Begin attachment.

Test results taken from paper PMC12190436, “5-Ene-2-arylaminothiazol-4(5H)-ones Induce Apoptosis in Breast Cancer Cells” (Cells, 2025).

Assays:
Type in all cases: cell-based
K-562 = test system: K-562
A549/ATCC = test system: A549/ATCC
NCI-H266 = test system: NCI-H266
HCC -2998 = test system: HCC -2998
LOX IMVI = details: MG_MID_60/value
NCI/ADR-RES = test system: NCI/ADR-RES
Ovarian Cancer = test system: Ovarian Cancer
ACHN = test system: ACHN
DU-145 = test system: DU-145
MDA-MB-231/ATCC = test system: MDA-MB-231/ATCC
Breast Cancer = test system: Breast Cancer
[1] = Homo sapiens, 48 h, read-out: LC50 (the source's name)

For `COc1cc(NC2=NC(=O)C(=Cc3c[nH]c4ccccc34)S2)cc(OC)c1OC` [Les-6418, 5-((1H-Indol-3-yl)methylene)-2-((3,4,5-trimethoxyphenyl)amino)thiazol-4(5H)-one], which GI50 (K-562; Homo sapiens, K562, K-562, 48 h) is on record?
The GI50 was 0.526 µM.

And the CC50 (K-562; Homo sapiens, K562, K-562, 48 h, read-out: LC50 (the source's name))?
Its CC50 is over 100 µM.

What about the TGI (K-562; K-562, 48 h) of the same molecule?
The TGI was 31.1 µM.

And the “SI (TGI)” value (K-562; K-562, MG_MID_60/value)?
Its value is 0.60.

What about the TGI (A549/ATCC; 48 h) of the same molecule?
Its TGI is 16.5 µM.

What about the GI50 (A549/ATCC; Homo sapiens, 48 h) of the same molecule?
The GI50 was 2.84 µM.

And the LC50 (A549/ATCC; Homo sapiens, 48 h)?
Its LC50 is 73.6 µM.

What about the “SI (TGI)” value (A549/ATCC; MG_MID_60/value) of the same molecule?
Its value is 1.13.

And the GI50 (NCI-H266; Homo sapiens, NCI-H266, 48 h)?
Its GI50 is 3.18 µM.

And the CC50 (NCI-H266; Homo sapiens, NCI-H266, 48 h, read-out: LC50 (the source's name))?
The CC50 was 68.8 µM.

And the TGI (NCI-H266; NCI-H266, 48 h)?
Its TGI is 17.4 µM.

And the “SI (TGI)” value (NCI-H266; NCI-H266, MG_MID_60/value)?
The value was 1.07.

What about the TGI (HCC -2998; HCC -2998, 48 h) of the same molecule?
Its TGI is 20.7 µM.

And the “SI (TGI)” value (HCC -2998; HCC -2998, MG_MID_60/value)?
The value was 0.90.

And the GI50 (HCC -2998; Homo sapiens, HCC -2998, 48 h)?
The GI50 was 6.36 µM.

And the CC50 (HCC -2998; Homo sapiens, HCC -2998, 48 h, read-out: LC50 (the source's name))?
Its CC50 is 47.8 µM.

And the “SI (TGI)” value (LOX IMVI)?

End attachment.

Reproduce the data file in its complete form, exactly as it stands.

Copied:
Test results taken from paper PMC12190436, “5-Ene-2-arylaminothiazol-4(5H)-ones Induce Apoptosis in Breast Cancer Cells” (Cells, 2025).

Assays:
Type in all cases: cell-based
K-562 = test system: K-562
A549/ATCC = test system: A549/ATCC
NCI-H266 = test system: NCI-H266
HCC -2998 = test system: HCC -2998
LOX IMVI = details: MG_MID_60/value
NCI/ADR-RES = test system: NCI/ADR-RES
Ovarian Cancer = test system: Ovarian Cancer
ACHN = test system: ACHN
DU-145 = test system: DU-145
MDA-MB-231/ATCC = test system: MDA-MB-231/ATCC
Breast Cancer = test system: Breast Cancer
[1] = Homo sapiens, 48 h, read-out: LC50 (the source's name)

For `COc1cc(NC2=NC(=O)C(=Cc3c[nH]c4ccccc34)S2)cc(OC)c1OC` [Les-6418, 5-((1H-Indol-3-yl)methylene)-2-((3,4,5-trimethoxyphenyl)amino)thiazol-4(5H)-one], which GI50 (K-562; Homo sapiens, K562, K-562, 48 h) is on record?
The GI50 was 0.526 µM.

And the CC50 (K-562; Homo sapiens, K562, K-562, 48 h, read-out: LC50 (the source's name))?
Its CC50 is over 100 µM.

What about the TGI (K-562; K-562, 48 h) of the same molecule?
The TGI was 31.1 µM.

And the “SI (TGI)” value (K-562; K-562, MG_MID_60/value)?
Its value is 0.60.

What about the TGI (A549/ATCC; 48 h) of the same molecule?
Its TGI is 16.5 µM.

What about the GI50 (A549/ATCC; Homo sapiens, 48 h) of the same molecule?
The GI50 was 2.84 µM.

And the LC50 (A549/ATCC; Homo sapiens, 48 h)?
Its LC50 is 73.6 µM.

What about the “SI (TGI)” value (A549/ATCC; MG_MID_60/value) of the same molecule?
Its value is 1.13.

And the GI50 (NCI-H266; Homo sapiens, NCI-H266, 48 h)?
Its GI50 is 3.18 µM.

And the CC50 (NCI-H266; Homo sapiens, NCI-H266, 48 h, read-out: LC50 (the source's name))?
The CC50 was 68.8 µM.

And the TGI (NCI-H266; NCI-H266, 48 h)?
Its TGI is 17.4 µM.

And the “SI (TGI)” value (NCI-H266; NCI-H266, MG_MID_60/value)?
The value was 1.07.

What about the TGI (HCC -2998; HCC -2998, 48 h) of the same molecule?
Its TGI is 20.7 µM.

And the “SI (TGI)” value (HCC -2998; HCC -2998, MG_MID_60/value)?
The value was 0.90.

And the GI50 (HCC -2998; Homo sapiens, HCC -2998, 48 h)?
The GI50 was 6.36 µM.

And the CC50 (HCC -2998; Homo sapiens, HCC -2998, 48 h, read-out: LC50 (the source's name))?
Its CC50 is 47.8 µM.

And the “SI (TGI)” value (LOX IMVI)?